13. This man explained that his employer "did not communicate with Jay-Z" about the events described in the song "Open Letter." He declared "Jon, I get it!" in response to criticism from Jonathan Karl, with whom he frequently clashed. This man worked for Time magazine for twenty-one years before becoming director of (*) communications for Joe Biden. In 2011, he replaced Robert Gibbs in his most notable post, in which he was himself succeeded by Josh Earnest. For 10 points, name this former White House press secretary, who resigned in May 2014.

ANSWER: Jay Carney [or James Carney]


14. It’s not Hamburg, but an art museum in this city is located in a former railway station. Most of this city’s skyscrapers are located in a planned business district that began construction in the fifties known as the Defense, although the tallest structure in this city was built for the 1889 (*) World’s Fair. The remains of around six million people fill the underground caverns of this city’s catacombs. The Seine River cuts through this city, where bistros are found along avenues such as the Champs-Elysées. For 10 points, name this city which is home to the Eiffel Tower.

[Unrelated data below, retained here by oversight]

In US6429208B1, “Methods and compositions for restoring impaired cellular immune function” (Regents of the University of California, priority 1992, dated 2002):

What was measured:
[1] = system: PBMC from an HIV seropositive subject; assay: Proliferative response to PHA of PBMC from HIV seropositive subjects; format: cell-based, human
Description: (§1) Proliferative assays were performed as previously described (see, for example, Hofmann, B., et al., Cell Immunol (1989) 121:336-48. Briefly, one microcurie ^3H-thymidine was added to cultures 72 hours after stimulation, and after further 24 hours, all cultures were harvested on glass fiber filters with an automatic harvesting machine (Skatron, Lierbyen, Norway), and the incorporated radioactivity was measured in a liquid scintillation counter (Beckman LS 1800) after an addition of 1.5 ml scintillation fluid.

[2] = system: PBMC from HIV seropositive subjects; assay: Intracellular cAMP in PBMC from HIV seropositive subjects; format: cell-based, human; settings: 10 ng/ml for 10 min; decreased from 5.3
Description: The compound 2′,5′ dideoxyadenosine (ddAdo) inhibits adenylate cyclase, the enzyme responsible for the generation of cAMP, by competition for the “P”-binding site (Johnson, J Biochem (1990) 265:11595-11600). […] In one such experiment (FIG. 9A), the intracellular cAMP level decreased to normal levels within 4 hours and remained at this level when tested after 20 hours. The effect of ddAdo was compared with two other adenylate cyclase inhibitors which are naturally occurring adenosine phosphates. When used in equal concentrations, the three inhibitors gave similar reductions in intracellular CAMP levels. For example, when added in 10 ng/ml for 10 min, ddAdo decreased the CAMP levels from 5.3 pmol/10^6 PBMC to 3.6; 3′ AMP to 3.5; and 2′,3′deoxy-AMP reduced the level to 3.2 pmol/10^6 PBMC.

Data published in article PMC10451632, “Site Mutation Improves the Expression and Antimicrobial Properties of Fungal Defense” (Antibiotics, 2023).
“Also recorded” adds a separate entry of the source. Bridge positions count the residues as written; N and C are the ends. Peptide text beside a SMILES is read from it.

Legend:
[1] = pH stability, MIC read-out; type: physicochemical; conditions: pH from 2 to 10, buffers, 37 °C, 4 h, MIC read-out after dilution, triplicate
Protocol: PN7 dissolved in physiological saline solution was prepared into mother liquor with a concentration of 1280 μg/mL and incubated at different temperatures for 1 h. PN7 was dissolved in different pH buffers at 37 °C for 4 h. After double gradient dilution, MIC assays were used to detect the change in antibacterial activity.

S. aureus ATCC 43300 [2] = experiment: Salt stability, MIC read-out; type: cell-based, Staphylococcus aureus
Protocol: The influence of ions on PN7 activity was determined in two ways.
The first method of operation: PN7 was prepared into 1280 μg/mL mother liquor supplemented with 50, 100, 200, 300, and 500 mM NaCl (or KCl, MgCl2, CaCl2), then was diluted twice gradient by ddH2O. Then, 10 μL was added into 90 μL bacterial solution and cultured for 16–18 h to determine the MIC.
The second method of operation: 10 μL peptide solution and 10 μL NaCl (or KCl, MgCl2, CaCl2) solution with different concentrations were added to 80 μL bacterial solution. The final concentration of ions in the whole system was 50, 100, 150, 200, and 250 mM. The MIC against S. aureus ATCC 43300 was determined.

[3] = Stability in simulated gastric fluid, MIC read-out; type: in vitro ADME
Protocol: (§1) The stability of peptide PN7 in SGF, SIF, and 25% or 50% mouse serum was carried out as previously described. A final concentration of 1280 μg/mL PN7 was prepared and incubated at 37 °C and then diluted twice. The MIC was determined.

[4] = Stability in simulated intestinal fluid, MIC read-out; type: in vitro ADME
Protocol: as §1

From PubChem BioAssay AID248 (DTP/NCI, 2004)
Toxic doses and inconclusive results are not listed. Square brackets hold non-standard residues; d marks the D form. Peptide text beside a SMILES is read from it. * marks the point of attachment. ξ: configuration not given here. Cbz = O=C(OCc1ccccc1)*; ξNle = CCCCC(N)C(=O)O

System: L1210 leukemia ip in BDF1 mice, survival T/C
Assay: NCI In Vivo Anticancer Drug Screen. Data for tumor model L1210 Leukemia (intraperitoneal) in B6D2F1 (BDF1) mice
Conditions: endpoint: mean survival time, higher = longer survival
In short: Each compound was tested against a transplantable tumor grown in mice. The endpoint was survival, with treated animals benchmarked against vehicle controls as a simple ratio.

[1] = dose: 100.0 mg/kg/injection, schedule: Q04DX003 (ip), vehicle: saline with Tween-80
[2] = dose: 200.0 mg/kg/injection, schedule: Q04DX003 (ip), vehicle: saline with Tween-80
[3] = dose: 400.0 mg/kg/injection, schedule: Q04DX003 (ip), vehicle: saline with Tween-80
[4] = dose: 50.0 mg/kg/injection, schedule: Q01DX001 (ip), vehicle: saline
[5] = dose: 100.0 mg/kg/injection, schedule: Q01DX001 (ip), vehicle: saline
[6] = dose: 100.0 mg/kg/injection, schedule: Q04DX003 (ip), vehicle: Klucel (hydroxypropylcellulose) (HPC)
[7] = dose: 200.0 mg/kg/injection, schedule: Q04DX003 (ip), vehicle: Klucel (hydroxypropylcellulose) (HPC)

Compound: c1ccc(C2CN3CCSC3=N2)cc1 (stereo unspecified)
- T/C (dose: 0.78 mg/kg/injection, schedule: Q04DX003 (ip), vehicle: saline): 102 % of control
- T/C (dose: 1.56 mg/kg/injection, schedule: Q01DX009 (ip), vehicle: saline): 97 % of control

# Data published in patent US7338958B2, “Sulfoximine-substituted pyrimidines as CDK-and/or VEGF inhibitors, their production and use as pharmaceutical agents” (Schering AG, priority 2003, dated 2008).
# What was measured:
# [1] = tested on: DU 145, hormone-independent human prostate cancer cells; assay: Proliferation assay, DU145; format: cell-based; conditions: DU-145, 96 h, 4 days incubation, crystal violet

ANSWER: Paris


15. A harp and string orchestra play this man’s Sacred and Profane Dances. "Footsteps in the Snow" and "The Sunken Cathedral" are contained in this composer's first book of piano preludes. Another orchestral piece by this composer represents "dialogues" between the wind and the title entity, and the "play of the waves." He is best known for a solo piano piece from his (*) Suite bergamasque which depicts the nocturnal brilliance of a heavenly body. For 10 points, name this French Impressionist composer of La Mer and “Claire de lune.”

ANSWER: Claude Debussy [or Achille-Claude Debussy]


16. This ruler built the Sainte-Chapelle to house his collection of relics, including the Crown of Thorns. Early in his reign, his mother Blanche of Castile negotiated the Treaty of Paris, ending the Albigensian Crusade. This king was captured at Fariskur after his defeat by (*) Baibars, a Mamluk leader of Egypt. After leading the Seventh and Eighth Crusades, this king was recognized for his piety in 1297 by Pope Boniface VIII. For 10 points, name this only French king to be canonized.

ANSWER: Louis IX [or Saint Louis; prompt on Louis]